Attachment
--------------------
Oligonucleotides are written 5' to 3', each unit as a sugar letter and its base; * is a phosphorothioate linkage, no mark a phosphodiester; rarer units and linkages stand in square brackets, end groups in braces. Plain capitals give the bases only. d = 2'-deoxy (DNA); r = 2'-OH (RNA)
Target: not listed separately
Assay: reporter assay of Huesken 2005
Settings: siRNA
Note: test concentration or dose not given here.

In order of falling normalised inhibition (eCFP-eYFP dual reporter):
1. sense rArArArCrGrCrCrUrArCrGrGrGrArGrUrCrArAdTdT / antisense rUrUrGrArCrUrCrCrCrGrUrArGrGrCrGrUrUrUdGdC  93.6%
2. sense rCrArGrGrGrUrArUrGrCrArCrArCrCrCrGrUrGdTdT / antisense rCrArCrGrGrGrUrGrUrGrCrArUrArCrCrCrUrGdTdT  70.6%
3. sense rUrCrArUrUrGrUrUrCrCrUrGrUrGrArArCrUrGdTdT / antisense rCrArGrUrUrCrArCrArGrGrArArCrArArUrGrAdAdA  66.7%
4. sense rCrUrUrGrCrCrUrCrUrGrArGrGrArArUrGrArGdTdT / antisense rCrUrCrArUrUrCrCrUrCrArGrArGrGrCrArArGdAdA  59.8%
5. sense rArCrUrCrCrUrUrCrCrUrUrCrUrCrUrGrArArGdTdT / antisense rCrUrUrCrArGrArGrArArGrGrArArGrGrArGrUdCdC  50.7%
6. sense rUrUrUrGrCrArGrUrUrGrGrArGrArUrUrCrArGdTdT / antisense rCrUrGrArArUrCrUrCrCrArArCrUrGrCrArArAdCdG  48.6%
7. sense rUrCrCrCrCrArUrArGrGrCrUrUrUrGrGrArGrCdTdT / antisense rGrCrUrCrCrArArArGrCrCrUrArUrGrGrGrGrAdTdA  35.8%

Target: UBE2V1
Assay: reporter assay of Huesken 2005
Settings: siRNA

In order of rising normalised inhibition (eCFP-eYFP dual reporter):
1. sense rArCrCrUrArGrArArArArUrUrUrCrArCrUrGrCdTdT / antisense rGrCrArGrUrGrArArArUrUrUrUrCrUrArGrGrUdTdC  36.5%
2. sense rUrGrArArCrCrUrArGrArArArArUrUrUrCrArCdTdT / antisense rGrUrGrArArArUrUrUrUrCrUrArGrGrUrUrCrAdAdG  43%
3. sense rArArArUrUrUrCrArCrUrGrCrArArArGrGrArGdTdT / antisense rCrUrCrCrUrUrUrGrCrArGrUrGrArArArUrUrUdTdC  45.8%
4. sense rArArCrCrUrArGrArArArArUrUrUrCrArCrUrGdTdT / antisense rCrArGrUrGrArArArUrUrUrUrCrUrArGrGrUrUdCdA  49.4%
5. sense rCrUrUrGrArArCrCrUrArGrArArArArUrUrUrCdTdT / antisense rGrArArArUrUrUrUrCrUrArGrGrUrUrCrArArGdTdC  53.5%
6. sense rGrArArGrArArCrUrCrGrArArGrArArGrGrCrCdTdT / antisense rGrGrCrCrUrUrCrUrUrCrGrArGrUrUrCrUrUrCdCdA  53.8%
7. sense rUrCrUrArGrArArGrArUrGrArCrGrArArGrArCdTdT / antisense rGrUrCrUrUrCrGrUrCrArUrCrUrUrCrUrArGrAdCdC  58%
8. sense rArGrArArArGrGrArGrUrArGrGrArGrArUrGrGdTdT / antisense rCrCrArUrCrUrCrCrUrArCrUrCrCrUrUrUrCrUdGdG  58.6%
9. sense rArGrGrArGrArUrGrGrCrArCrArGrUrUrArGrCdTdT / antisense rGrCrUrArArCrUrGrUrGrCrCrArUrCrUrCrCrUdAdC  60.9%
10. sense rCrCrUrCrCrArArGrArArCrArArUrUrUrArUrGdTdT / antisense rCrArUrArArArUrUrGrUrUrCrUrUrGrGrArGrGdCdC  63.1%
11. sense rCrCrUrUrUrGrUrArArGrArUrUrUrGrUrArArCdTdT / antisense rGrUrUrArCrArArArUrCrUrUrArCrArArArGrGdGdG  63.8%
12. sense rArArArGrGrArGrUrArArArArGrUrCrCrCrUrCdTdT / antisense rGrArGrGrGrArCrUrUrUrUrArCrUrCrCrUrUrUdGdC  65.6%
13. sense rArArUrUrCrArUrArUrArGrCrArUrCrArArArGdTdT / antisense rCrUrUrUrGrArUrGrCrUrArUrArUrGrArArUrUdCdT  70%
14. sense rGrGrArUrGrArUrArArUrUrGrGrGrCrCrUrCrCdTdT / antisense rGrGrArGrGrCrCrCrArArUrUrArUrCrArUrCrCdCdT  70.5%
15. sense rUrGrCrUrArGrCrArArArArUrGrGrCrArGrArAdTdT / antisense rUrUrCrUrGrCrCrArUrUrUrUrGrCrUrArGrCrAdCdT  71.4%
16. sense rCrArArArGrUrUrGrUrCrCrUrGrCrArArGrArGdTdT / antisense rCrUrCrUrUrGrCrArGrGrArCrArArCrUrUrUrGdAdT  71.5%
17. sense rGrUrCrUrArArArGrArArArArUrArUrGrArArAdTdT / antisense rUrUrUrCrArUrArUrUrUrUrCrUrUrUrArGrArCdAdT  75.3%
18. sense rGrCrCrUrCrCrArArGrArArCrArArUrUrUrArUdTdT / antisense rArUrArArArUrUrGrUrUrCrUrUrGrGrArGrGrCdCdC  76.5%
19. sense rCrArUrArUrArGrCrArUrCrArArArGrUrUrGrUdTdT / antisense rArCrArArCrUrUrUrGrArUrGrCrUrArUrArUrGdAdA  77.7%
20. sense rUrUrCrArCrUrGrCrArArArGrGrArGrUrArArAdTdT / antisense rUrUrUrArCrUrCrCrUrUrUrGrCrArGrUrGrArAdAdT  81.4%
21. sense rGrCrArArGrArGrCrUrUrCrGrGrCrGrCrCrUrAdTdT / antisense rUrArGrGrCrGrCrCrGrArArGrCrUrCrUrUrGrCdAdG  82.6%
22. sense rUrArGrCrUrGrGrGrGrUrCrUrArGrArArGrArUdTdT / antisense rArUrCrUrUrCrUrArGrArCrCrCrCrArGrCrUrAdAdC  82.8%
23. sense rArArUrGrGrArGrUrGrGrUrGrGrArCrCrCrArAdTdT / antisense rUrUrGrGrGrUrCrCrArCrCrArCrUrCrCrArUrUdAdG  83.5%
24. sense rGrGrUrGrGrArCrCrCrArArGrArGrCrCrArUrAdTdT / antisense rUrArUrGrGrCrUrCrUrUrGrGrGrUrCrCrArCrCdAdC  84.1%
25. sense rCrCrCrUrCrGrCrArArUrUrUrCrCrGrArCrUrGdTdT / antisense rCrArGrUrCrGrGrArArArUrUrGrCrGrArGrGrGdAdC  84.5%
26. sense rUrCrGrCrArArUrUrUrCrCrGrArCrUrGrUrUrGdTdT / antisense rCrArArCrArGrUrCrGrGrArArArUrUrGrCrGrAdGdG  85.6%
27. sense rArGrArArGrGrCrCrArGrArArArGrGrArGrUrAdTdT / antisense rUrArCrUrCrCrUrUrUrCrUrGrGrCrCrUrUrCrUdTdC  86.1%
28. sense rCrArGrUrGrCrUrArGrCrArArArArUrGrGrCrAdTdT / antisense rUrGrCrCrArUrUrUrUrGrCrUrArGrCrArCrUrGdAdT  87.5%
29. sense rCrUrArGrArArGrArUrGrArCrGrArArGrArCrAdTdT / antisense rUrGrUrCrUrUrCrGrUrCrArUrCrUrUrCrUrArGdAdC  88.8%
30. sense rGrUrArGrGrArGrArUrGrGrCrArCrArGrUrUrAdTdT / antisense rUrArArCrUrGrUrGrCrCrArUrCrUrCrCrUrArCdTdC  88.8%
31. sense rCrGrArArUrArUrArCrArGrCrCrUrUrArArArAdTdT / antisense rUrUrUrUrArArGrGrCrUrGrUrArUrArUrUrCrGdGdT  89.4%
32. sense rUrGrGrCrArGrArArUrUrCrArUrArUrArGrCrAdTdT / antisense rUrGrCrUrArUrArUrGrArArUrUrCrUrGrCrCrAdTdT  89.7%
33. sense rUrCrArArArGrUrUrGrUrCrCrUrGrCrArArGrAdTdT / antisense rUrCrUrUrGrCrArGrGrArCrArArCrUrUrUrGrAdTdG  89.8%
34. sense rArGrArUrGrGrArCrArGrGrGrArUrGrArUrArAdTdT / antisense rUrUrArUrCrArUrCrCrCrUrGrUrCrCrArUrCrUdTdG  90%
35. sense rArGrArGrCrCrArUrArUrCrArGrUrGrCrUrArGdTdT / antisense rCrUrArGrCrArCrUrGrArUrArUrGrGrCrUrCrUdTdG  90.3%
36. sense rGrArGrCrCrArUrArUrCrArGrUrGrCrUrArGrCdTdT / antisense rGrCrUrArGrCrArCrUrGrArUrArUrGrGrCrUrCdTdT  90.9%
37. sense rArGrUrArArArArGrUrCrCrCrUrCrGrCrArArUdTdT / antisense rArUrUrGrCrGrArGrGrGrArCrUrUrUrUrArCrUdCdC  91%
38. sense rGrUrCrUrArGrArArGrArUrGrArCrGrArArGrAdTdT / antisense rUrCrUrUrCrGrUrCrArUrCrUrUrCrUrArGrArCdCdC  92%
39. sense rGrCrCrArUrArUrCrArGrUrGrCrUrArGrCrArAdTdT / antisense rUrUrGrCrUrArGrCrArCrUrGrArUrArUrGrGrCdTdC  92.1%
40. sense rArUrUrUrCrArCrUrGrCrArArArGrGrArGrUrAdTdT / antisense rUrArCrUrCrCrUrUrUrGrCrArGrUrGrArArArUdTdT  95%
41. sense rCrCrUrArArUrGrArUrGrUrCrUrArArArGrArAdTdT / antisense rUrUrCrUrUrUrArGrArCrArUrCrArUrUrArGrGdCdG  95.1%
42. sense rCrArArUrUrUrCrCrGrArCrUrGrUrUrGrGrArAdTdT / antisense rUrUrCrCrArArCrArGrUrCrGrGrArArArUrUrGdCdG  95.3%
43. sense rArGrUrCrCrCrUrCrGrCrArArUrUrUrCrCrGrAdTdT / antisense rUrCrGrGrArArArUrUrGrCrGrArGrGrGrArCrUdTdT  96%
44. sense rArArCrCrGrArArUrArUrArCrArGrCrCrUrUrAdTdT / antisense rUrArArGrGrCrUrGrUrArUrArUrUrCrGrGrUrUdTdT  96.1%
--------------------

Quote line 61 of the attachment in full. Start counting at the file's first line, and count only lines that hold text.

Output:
44. sense rArArCrCrGrArArUrArUrArCrArGrCrCrUrUrAdTdT / antisense rUrArArGrGrCrUrGrUrArUrArUrUrCrGrGrUrUdTdT  96.1%